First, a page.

Is LB Christian Kirksey a fit for the Buffalo Bills?


The Buffalo Bills had one of the most dynamic linebacking groups in the NFL in 2019 with middle linebacker Tremaine Edmunds and outside linebackers Matt Milano and Lorenzo Alexander. The athleticism and multi-dimensional abilities in run stopping, coverage, and even pass rushing, helped propel the Bills to the second-ranked defense in the league last year. But the unit took a hit with the retirement of Alexander, and that hit will be felt on the field as well as off the field.

Filling his role as an off-ball linebacker, quasi-defensive tackle, and edge rusher is no small task and likely won’t be filled with one player. But, to piece-meal his production on the field and his leadership in the community, General Manager Brandon Beane could add recently-released Browns linebacker Christian Kirksey. Upon his release, what I immediately saw on social media from the team, players, and fans could be only seen as an outpouring of love for the former Iowa Hawkeye.

His benevolence off the field will obviously be missed in Cleveland, but it also appears that the former captain’s on-field leadership will also be missed.

The decision made by General Manager Andrew Berry likely had to do with the time Kirksey missed over the last couple of years. Since his most productive season in 2017, Kirksey has only played in 586 snaps. In 2018 he dealt with a nagging hamstring injury, and in 2019 he tore his pectoral muscle. But when you turn on his tape, it is clear that the nearly-28-year-old still has some game left, especially looking at it through the lens of the Bills’ defense.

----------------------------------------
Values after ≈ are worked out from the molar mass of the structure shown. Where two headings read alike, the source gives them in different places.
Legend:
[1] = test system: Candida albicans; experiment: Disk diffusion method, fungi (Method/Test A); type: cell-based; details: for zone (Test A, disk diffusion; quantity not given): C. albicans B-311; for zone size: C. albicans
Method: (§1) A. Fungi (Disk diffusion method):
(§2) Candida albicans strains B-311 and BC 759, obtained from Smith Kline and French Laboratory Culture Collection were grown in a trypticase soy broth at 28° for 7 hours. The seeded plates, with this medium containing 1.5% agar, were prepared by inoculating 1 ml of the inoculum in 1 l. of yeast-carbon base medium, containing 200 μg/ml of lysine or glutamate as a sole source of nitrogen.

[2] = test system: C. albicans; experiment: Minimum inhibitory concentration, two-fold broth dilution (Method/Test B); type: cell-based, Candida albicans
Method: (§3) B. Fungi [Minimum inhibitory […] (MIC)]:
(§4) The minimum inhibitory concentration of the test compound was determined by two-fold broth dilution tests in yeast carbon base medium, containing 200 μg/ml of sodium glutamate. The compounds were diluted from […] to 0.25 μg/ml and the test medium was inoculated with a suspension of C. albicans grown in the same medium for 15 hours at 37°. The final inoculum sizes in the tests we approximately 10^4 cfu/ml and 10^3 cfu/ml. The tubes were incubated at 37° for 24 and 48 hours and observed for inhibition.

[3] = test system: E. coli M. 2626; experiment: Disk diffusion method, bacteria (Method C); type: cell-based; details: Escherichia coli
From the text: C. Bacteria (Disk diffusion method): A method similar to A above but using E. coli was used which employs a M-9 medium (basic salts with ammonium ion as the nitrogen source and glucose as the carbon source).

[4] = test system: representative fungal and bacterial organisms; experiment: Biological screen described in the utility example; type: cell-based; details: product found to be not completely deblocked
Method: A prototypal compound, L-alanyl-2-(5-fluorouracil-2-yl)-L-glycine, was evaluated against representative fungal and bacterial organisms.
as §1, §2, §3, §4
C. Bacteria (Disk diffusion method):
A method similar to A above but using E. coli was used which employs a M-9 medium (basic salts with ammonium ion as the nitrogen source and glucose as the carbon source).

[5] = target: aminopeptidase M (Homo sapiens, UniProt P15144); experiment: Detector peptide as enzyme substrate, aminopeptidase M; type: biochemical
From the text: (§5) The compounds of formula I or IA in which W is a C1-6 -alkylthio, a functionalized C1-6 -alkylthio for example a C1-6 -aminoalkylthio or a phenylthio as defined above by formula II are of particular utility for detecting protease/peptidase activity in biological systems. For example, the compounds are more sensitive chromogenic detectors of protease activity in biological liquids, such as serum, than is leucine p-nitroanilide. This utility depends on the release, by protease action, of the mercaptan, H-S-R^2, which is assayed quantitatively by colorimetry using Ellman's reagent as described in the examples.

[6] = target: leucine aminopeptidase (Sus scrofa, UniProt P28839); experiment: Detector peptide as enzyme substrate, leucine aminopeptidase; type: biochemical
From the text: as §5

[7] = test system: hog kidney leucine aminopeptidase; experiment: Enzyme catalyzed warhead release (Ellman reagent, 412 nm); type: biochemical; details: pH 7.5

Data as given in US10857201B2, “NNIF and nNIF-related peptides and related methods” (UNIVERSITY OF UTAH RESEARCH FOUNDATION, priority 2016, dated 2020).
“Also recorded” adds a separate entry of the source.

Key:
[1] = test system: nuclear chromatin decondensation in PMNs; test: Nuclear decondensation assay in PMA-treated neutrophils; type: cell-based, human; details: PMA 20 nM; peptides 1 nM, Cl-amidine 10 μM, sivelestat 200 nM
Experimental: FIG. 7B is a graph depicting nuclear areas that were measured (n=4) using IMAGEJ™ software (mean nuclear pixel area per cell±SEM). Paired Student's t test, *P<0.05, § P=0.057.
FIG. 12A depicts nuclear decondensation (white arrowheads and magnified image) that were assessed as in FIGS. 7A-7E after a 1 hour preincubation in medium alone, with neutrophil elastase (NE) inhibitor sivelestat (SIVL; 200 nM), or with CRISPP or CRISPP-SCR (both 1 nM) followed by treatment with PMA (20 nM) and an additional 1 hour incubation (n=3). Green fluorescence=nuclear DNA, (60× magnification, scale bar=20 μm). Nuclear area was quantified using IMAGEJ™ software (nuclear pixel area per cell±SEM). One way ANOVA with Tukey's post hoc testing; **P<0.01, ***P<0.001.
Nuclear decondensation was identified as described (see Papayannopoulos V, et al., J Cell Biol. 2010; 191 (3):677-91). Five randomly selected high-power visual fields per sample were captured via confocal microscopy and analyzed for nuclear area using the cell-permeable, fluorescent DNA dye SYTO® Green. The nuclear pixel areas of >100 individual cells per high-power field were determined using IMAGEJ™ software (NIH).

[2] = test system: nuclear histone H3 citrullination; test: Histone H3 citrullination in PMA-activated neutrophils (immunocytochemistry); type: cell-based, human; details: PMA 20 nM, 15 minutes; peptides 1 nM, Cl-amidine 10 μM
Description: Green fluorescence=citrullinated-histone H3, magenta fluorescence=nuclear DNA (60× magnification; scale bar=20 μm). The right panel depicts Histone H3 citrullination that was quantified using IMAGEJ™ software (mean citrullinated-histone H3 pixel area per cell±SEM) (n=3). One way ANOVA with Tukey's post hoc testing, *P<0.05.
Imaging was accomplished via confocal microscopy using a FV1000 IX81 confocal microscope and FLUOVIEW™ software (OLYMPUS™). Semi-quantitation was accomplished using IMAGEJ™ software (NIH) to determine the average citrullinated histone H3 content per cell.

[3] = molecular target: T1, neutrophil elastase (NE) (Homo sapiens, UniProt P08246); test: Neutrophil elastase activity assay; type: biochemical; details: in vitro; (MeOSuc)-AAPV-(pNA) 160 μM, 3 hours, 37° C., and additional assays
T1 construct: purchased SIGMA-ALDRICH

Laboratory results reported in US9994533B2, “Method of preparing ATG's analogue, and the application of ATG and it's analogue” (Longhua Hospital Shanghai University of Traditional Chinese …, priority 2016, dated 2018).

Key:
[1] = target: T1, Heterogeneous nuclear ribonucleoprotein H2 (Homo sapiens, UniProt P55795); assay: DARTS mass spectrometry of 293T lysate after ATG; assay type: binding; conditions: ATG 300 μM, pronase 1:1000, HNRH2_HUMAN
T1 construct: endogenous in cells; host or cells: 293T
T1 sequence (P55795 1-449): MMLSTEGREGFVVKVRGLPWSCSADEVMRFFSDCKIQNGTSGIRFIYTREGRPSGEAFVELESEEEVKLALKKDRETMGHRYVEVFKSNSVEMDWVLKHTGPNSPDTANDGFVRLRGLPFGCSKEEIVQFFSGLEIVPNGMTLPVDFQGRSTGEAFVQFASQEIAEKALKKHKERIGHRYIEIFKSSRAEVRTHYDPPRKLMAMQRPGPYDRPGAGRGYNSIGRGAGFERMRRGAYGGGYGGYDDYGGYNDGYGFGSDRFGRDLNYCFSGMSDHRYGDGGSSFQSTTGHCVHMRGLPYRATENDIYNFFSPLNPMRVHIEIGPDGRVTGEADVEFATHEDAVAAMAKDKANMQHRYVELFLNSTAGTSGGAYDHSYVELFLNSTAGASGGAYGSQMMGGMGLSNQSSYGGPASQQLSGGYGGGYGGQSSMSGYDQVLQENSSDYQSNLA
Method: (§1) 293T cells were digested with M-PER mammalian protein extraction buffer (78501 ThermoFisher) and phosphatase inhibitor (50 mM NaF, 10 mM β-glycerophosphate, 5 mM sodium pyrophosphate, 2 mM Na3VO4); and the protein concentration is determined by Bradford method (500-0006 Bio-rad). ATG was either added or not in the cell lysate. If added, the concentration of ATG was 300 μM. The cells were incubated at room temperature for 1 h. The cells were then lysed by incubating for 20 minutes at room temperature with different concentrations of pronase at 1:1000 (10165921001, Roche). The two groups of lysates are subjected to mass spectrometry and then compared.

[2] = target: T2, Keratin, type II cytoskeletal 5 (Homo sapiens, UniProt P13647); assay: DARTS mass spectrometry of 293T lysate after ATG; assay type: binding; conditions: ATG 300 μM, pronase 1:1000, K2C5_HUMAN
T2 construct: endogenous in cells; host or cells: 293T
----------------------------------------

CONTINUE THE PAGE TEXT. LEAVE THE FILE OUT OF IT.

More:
Courtesy of Pro Football Focus


Versatility is a buzz word of this regime, which is why Kirksey is going to be a valuable commodity on the open market. Over the last few years, and through several defensive coordinators, Kirksey has primarily rotated between Sam and Will linebackers, but he does have some experience playing Mike, as well. The Browns have rotated their fronts much more than the Bills do; he he has literally played all three positions in both 3-4 and 4-3 schemes. But it’s pretty clear that in the Bills’ system he would fit best as a Will in their 4-3 over front, where Alexander spent most of his time.

A Will in their over front puts Kirksey away from the tight end, so covering tight ends will fall in the hands of Milano when the Bills are in their base defense. In zone coverage, Kirksey offers some range but is best-suited as an underneath defender. He has no trouble dropping to his landmark in the curl or flats area with his eyes on the QB. His drops are smooth and he helps take away the quick game just fine, but once he settles and routes begin to develop, there are times where he is a tad slow to jump a route. But overall, he does exactly what the Bills ask of their linebackers: keep everything in front and make the tackle. Kirksey has enough athleticism for the staff to keep their base defense out there a tad more than they did with Alexander in the lineup.